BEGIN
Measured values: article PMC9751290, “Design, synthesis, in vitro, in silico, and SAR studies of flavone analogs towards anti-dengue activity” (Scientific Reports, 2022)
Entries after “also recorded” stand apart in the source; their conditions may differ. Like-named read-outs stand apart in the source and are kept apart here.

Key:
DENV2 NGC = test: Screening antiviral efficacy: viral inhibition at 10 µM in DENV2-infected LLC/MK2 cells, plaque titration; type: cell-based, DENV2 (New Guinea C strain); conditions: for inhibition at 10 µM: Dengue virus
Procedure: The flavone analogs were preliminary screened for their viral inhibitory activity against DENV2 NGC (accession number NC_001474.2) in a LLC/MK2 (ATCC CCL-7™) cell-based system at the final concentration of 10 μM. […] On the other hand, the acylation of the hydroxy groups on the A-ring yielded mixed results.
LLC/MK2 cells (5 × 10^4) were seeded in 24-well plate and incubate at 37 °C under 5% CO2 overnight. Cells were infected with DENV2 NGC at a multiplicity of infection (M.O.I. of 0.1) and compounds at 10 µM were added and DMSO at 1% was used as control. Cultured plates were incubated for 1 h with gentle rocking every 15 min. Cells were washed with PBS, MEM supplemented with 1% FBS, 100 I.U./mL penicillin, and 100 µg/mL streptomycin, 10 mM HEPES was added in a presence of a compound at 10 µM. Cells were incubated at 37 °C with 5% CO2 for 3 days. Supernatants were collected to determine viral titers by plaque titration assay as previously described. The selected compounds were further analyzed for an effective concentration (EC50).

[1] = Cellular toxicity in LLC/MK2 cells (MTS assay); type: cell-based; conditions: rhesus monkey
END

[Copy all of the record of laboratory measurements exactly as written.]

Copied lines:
Measured values: article PMC9751290, “Design, synthesis, in vitro, in silico, and SAR studies of flavone analogs towards anti-dengue activity” (Scientific Reports, 2022)
Entries after “also recorded” stand apart in the source; their conditions may differ. Like-named read-outs stand apart in the source and are kept apart here.

Key:
DENV2 NGC = test: Screening antiviral efficacy: viral inhibition at 10 µM in DENV2-infected LLC/MK2 cells, plaque titration; type: cell-based, DENV2 (New Guinea C strain); conditions: for inhibition at 10 µM: Dengue virus
Procedure: The flavone analogs were preliminary screened for their viral inhibitory activity against DENV2 NGC (accession number NC_001474.2) in a LLC/MK2 (ATCC CCL-7™) cell-based system at the final concentration of 10 μM. […] On the other hand, the acylation of the hydroxy groups on the A-ring yielded mixed results.
LLC/MK2 cells (5 × 10^4) were seeded in 24-well plate and incubate at 37 °C under 5% CO2 overnight. Cells were infected with DENV2 NGC at a multiplicity of infection (M.O.I. of 0.1) and compounds at 10 µM were added and DMSO at 1% was used as control. Cultured plates were incubated for 1 h with gentle rocking every 15 min. Cells were washed with PBS, MEM supplemented with 1% FBS, 100 I.U./mL penicillin, and 100 µg/mL streptomycin, 10 mM HEPES was added in a presence of a compound at 10 µM. Cells were incubated at 37 °C with 5% CO2 for 3 days. Supernatants were collected to determine viral titers by plaque titration assay as previously described. The selected compounds were further analyzed for an effective concentration (EC50).

[1] = Cellular toxicity in LLC/MK2 cells (MTS assay); type: cell-based; conditions: rhesus monkey